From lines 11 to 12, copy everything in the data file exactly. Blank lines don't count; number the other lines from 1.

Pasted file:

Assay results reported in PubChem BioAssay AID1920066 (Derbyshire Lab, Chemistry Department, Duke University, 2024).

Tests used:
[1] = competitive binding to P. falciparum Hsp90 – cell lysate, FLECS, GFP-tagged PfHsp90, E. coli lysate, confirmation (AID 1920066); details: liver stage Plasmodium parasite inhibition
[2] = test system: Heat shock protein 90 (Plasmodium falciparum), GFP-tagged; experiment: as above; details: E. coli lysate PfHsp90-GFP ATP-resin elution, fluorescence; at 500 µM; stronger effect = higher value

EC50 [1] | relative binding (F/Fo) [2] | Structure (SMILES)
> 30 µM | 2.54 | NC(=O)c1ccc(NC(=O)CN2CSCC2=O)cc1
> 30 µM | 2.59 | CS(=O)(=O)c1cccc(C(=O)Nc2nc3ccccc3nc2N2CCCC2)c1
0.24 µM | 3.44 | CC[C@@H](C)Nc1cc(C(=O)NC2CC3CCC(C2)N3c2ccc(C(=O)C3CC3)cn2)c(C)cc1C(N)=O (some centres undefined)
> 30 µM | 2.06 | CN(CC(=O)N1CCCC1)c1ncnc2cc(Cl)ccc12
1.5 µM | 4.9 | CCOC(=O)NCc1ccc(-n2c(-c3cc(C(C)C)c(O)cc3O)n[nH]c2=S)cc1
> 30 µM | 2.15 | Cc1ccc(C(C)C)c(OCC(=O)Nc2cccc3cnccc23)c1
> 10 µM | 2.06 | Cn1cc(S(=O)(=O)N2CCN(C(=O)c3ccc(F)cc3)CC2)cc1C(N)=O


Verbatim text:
> 30 µM | 2.15 | Cc1ccc(C(C)C)c(OCC(=O)Nc2cccc3cnccc23)c1
> 10 µM | 2.06 | Cn1cc(S(=O)(=O)N2CCN(C(=O)c3ccc(F)cc3)CC2)cc1C(N)=O